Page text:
Already the healthcare cost of Alzheimer’s is more than that of cancer and heart disease combined. Left unchecked, Alzheimer’s will bankrupt our already failing healthcare system. So, the hunt for the miracle drug is relentless. Charities seek our money, pretending there is a drug cure is just around the corner. Political spokesmen make lame, unfounded predictions that by 2020 we will have it solved. Big Pharma has poured an estimated $50 billion to date into failed drug trials.
Yet no one is talking seriously about the ‘p’ word: prevention. The charity www.foodforthebrain.org has been campaigning for prevention to be taken seriously, given that half the risk for dementia is caused by things we can change, according to a consortium of 111 leading experts from 36 countries. Researchers at the US National Institutes of Health attribute almost a quarter (22 per cent) of Alzheimer’s cases to high homocysteine levels, principally caused by a lack of B vitamins, and another 22 per cent to low seafood/omega-3 intake. (Our blood homocysteine levels reflect a vital process called methylation.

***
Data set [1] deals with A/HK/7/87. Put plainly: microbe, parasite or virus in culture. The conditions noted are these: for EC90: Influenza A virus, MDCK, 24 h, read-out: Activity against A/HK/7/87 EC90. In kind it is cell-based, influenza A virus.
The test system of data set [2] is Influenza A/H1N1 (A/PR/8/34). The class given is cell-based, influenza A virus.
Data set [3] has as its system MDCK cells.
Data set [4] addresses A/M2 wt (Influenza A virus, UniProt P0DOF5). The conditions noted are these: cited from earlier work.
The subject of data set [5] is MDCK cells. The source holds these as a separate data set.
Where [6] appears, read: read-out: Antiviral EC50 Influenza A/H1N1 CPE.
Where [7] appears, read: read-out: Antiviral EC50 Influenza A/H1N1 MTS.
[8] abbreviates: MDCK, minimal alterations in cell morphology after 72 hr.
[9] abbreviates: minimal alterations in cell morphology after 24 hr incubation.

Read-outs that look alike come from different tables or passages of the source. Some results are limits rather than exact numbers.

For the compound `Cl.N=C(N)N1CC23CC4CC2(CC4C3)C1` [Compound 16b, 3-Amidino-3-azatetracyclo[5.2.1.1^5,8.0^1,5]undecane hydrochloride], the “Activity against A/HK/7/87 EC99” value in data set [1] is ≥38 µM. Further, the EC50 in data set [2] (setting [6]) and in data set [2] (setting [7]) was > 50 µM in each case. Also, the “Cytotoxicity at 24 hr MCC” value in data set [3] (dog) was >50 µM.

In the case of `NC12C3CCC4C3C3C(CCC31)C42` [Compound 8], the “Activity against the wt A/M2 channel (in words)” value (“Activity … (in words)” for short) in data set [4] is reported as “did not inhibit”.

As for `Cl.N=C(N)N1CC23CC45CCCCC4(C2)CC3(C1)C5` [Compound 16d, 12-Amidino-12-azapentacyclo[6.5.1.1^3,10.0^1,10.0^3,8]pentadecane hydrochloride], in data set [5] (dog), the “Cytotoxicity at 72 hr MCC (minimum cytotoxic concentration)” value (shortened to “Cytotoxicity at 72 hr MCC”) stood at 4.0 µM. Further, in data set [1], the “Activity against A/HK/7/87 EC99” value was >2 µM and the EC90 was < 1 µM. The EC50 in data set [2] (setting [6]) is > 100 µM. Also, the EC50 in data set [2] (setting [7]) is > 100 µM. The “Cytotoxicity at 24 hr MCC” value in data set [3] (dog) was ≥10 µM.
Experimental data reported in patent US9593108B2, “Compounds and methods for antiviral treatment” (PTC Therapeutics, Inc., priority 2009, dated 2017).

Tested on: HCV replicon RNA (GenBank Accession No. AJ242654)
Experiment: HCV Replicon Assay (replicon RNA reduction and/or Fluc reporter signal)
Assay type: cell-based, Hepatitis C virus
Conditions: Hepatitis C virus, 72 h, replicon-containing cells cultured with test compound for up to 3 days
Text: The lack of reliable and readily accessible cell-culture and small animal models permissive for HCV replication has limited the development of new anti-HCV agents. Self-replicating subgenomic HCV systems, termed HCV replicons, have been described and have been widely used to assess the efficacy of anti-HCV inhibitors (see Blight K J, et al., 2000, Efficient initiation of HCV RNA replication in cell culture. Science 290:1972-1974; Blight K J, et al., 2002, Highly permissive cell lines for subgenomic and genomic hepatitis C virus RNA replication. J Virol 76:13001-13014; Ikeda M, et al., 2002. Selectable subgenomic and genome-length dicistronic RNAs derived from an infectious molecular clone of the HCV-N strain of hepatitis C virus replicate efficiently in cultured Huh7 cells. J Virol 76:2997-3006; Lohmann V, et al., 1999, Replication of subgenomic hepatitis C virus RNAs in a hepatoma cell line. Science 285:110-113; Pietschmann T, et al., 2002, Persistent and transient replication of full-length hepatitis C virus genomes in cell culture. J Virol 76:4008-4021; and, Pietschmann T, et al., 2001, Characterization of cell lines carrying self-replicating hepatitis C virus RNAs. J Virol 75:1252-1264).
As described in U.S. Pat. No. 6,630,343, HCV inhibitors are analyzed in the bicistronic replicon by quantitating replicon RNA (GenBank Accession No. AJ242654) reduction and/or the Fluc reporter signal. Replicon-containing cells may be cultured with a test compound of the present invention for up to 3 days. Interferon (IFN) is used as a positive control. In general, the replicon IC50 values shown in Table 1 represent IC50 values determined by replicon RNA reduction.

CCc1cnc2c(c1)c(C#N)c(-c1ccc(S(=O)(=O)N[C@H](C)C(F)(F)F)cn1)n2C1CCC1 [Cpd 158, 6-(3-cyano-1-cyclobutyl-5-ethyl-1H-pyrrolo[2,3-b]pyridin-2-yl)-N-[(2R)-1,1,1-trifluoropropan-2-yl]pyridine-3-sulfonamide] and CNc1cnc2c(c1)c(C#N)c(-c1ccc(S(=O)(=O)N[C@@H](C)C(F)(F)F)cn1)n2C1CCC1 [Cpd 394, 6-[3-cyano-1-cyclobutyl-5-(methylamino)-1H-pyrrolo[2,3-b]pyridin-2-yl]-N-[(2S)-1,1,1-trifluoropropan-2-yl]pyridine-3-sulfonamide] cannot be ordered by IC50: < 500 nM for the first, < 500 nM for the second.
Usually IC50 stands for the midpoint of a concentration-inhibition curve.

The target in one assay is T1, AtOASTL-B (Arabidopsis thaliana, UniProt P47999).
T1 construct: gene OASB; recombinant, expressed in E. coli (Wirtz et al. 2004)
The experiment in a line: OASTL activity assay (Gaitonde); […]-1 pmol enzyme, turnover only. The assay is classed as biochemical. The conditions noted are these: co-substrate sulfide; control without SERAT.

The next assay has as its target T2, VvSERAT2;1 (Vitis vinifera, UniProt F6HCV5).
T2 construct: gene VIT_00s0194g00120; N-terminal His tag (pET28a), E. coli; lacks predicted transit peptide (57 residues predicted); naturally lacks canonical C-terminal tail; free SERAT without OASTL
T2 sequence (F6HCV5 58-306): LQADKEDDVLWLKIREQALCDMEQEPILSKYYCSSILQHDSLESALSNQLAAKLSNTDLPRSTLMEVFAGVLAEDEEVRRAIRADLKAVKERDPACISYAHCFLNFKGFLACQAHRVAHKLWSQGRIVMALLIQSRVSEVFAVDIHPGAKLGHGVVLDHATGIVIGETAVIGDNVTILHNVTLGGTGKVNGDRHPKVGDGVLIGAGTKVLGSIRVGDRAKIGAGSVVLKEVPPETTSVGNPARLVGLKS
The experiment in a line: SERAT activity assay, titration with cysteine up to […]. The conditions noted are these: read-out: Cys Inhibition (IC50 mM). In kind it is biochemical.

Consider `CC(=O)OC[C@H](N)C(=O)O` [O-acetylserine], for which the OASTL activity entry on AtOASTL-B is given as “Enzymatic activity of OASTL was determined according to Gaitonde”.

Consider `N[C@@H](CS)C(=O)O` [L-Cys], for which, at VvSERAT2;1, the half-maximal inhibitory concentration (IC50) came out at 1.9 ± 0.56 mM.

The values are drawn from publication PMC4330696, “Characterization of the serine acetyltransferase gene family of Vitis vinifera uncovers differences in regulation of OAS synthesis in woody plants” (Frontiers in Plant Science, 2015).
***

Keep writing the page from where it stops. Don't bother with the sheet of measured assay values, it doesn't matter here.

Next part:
Food for the Brain has raised over £80,000 for non-drug dementia prevention research and education. That is over half the total spend, £156,000, by all UK research councils from 2006 up to the end of 2013!14 The charity needs more funds! Please give generously.
To put this into context, the ‘best’ drug to date is Solanezub. The best non-drug treatment to date is B vitamins, given to those with raised homocysteine. B vitamins are especially effective in those with sufficient omega 3 – you need both to keep your brain healthy. The chart below shows you the comparative efficacy in the three critical aspects of Alzheimer’s: the rate of brain shrinkage, performance on cognitive tests, and clinical symptoms used for diagnosis.